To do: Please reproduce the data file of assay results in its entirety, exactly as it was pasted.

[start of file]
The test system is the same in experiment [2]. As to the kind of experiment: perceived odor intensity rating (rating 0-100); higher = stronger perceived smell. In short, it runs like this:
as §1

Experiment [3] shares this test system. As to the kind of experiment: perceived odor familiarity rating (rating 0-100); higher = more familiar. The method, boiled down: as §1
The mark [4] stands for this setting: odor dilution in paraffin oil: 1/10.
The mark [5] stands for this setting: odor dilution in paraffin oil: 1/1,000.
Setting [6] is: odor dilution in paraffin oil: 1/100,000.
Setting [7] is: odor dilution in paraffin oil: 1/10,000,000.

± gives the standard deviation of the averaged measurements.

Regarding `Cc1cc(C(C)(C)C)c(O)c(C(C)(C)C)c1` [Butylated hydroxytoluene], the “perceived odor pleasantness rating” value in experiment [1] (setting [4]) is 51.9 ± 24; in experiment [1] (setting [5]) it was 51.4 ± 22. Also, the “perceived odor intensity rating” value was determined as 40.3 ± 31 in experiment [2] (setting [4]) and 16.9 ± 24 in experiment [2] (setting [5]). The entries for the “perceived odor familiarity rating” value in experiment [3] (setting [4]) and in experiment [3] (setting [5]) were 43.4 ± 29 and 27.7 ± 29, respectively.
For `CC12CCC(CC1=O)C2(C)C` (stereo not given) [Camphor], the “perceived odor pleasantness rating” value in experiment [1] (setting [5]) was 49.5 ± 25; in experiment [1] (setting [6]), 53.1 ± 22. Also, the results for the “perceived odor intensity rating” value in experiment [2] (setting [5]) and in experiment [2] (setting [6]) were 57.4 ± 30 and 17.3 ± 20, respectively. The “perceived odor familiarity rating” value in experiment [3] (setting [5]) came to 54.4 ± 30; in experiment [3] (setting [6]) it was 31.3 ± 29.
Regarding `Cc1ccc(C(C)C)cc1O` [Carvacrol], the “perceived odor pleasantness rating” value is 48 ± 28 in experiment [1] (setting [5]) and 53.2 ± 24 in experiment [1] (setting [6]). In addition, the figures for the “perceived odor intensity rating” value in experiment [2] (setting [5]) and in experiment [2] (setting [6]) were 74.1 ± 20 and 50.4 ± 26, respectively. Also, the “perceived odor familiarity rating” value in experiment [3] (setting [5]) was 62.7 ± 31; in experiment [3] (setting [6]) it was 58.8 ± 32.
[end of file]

The test system is the same in experiment [2]. As to the kind of experiment: perceived odor intensity rating (rating 0-100); higher = stronger perceived smell. In short, it runs like this:
as §1

Experiment [3] shares this test system. As to the kind of experiment: perceived odor familiarity rating (rating 0-100); higher = more familiar. The method, boiled down: as §1
The mark [4] stands for this setting: odor dilution in paraffin oil: 1/10.
The mark [5] stands for this setting: odor dilution in paraffin oil: 1/1,000.
Setting [6] is: odor dilution in paraffin oil: 1/100,000.
Setting [7] is: odor dilution in paraffin oil: 1/10,000,000.

± gives the standard deviation of the averaged measurements.

Regarding `Cc1cc(C(C)(C)C)c(O)c(C(C)(C)C)c1` [Butylated hydroxytoluene], the “perceived odor pleasantness rating” value in experiment [1] (setting [4]) is 51.9 ± 24; in experiment [1] (setting [5]) it was 51.4 ± 22. Also, the “perceived odor intensity rating” value was determined as 40.3 ± 31 in experiment [2] (setting [4]) and 16.9 ± 24 in experiment [2] (setting [5]). The entries for the “perceived odor familiarity rating” value in experiment [3] (setting [4]) and in experiment [3] (setting [5]) were 43.4 ± 29 and 27.7 ± 29, respectively.
For `CC12CCC(CC1=O)C2(C)C` (stereo not given) [Camphor], the “perceived odor pleasantness rating” value in experiment [1] (setting [5]) was 49.5 ± 25; in experiment [1] (setting [6]), 53.1 ± 22. Also, the results for the “perceived odor intensity rating” value in experiment [2] (setting [5]) and in experiment [2] (setting [6]) were 57.4 ± 30 and 17.3 ± 20, respectively. The “perceived odor familiarity rating” value in experiment [3] (setting [5]) came to 54.4 ± 30; in experiment [3] (setting [6]) it was 31.3 ± 29.
Regarding `Cc1ccc(C(C)C)cc1O` [Carvacrol], the “perceived odor pleasantness rating” value is 48 ± 28 in experiment [1] (setting [5]) and 53.2 ± 24 in experiment [1] (setting [6]). In addition, the figures for the “perceived odor intensity rating” value in experiment [2] (setting [5]) and in experiment [2] (setting [6]) were 74.1 ± 20 and 50.4 ± 26, respectively. Also, the “perceived odor familiarity rating” value in experiment [3] (setting [5]) was 62.7 ± 31; in experiment [3] (setting [6]) it was 58.8 ± 32.